The article observed that world food production is sufficient to provide everyone with enough to eat. But distributing this is problematic, with poverty, corruption and inadequate infrastructure making it difficult to reach those in need. Moreover, simply handing out food to all the needy would lock them into a state of permanent dependency.
How to remedy hunger was also examined in a 2003 book, “Ending Hunger in Our Lifetime,” authored by three professors from the University of Minnesota — C. Ford Runge, Benjamin Senauer and Philip Pardey — and Mark Rosegrant, from the International Food Policy Research Institute.
Regarding the link between poverty and food security the authors argue that poor countries will need outside aid. This can come both from the traditional sources of governments and non-governmental organizations, and from the participation of private groups, such as philanthropic foundations. Improved trade polices can also play a part in alleviating hunger.
But if poverty is a cause of hunger it is also a consequence, because better-fed workers are able to produce more. The authors cite a study on Britain’s economic history that affirms a full 30% of growth in the past two centuries was due to improvements in nutrition.
<br> As for the much-debated theme of globalization and its role in economic growth, the book notes that some countries have been bypassed by globalization, especially those that are poor in skills and education. Policies of economic openness, they argue, can help reduce poverty and hunger. Greater attention is needed, however, to the plight of the poorest and the most vulnerable, to ensure they participate in these benefits.
They cite Thailand as an example of how to achieve this. From 1988 to 1996 the proportion of Thais living in poverty fell from 32.6% to 11.4%. In the 1982-’98 period, mild malnutrition in preschool children declined from 35% to 8%, and moderate malnutrition fell from 13% to less than 1%. Along with growth-oriented policies, Thailand had a commitment to investing in people and agriculture, and aid to the poorest.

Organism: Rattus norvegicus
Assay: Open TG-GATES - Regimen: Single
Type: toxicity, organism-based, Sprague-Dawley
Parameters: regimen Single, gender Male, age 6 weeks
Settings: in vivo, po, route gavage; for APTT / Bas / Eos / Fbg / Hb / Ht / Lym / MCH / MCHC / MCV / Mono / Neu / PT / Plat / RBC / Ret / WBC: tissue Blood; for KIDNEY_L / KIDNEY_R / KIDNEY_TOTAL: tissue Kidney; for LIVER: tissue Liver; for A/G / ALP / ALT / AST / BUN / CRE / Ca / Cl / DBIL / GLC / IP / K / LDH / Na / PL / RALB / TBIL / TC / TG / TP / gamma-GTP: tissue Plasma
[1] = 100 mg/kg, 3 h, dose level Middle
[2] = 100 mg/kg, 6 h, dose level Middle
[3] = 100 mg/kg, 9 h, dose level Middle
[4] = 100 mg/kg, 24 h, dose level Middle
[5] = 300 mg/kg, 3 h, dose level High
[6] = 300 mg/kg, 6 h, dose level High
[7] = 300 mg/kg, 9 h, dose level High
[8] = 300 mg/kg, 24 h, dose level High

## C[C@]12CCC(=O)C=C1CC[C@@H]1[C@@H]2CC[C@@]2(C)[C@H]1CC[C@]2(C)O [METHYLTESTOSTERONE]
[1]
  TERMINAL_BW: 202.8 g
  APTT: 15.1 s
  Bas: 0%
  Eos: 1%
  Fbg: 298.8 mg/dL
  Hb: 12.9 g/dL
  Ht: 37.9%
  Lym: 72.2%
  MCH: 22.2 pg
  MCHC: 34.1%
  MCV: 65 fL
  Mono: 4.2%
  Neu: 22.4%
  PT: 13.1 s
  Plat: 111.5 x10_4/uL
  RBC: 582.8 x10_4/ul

Not just poverty
Other factors are also important in order to diminish hunger. One area is environmental protection, so as to deal with factors that diminish production, such as water shortages, soil loss and pollution.
Another important area is that of scientific research. The “Ending Hunger” authors note that in the past much of the growth in production has come about as a result of new crop varieties. But, they warn, the controversy over genetically engineered plants threatens to undermine support for agricultural research in general. A strong commitment to research is essential in order to feed a still growing population and, at the same time, take care of resources and the environment.
The authors also point to many other factors involved in ensuring greater food security. Among those analyzed in the book are the need to involve international organizations more in promoting agriculture, improving governmental responsibility so as to reduce the ill effects of weak or despotic governments, and upgrading educational levels.
In his address last Dec. 10 to participants of the 32nd Conference of the FAO, John Paul II commented “that economic and political decisions and strategies must increasingly be guided by a commitment to global solidarity and respect for fundamental human rights, including the right to adequate nourishment.”
The Pope invoked the principle of subsidiarity, explaining that the call to solidarity affects all groups in society, from individuals to civil associations, religious confessions, governments and international institutions. The fate of many people will depend on whether this call is answered.